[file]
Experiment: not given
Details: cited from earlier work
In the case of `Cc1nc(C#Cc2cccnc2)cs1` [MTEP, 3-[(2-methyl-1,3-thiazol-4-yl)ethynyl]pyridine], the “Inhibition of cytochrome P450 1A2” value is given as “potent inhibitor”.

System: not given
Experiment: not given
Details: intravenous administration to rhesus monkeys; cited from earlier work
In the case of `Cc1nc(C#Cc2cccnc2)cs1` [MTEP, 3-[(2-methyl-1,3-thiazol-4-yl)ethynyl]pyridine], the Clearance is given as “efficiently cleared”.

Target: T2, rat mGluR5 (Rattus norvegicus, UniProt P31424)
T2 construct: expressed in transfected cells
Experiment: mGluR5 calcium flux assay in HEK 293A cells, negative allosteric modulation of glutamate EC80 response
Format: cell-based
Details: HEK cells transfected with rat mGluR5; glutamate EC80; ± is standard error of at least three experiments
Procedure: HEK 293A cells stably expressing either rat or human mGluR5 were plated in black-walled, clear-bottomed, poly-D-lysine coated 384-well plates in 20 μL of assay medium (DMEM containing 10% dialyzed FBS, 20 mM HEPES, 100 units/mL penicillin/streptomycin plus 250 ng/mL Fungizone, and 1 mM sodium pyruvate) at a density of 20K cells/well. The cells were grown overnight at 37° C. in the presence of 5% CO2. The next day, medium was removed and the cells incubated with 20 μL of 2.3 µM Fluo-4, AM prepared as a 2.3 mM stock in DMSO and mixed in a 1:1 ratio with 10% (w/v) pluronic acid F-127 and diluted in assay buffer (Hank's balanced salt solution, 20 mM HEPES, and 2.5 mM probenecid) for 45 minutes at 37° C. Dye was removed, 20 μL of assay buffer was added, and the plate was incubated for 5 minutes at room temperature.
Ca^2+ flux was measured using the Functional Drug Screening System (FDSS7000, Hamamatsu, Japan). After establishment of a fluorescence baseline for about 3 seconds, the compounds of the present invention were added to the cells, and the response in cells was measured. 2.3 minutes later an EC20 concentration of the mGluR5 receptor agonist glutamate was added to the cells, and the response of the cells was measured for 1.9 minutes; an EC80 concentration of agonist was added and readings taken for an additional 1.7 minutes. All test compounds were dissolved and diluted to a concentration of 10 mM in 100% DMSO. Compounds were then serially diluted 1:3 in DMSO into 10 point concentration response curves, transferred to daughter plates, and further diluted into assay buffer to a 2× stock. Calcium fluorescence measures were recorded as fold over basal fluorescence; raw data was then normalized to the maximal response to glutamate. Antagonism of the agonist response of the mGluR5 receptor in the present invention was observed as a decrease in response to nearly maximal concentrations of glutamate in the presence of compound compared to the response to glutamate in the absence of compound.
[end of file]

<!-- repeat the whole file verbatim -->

Experiment: not given
Details: cited from earlier work
In the case of `Cc1nc(C#Cc2cccnc2)cs1` [MTEP, 3-[(2-methyl-1,3-thiazol-4-yl)ethynyl]pyridine], the “Inhibition of cytochrome P450 1A2” value is given as “potent inhibitor”.

System: not given
Experiment: not given
Details: intravenous administration to rhesus monkeys; cited from earlier work
In the case of `Cc1nc(C#Cc2cccnc2)cs1` [MTEP, 3-[(2-methyl-1,3-thiazol-4-yl)ethynyl]pyridine], the Clearance is given as “efficiently cleared”.

Target: T2, rat mGluR5 (Rattus norvegicus, UniProt P31424)
T2 construct: expressed in transfected cells
Experiment: mGluR5 calcium flux assay in HEK 293A cells, negative allosteric modulation of glutamate EC80 response
Format: cell-based
Details: HEK cells transfected with rat mGluR5; glutamate EC80; ± is standard error of at least three experiments
Procedure: HEK 293A cells stably expressing either rat or human mGluR5 were plated in black-walled, clear-bottomed, poly-D-lysine coated 384-well plates in 20 μL of assay medium (DMEM containing 10% dialyzed FBS, 20 mM HEPES, 100 units/mL penicillin/streptomycin plus 250 ng/mL Fungizone, and 1 mM sodium pyruvate) at a density of 20K cells/well. The cells were grown overnight at 37° C. in the presence of 5% CO2. The next day, medium was removed and the cells incubated with 20 μL of 2.3 µM Fluo-4, AM prepared as a 2.3 mM stock in DMSO and mixed in a 1:1 ratio with 10% (w/v) pluronic acid F-127 and diluted in assay buffer (Hank's balanced salt solution, 20 mM HEPES, and 2.5 mM probenecid) for 45 minutes at 37° C. Dye was removed, 20 μL of assay buffer was added, and the plate was incubated for 5 minutes at room temperature.
Ca^2+ flux was measured using the Functional Drug Screening System (FDSS7000, Hamamatsu, Japan). After establishment of a fluorescence baseline for about 3 seconds, the compounds of the present invention were added to the cells, and the response in cells was measured. 2.3 minutes later an EC20 concentration of the mGluR5 receptor agonist glutamate was added to the cells, and the response of the cells was measured for 1.9 minutes; an EC80 concentration of agonist was added and readings taken for an additional 1.7 minutes. All test compounds were dissolved and diluted to a concentration of 10 mM in 100% DMSO. Compounds were then serially diluted 1:3 in DMSO into 10 point concentration response curves, transferred to daughter plates, and further diluted into assay buffer to a 2× stock. Calcium fluorescence measures were recorded as fold over basal fluorescence; raw data was then normalized to the maximal response to glutamate. Antagonism of the agonist response of the mGluR5 receptor in the present invention was observed as a decrease in response to nearly maximal concentrations of glutamate in the presence of compound compared to the response to glutamate in the absence of compound.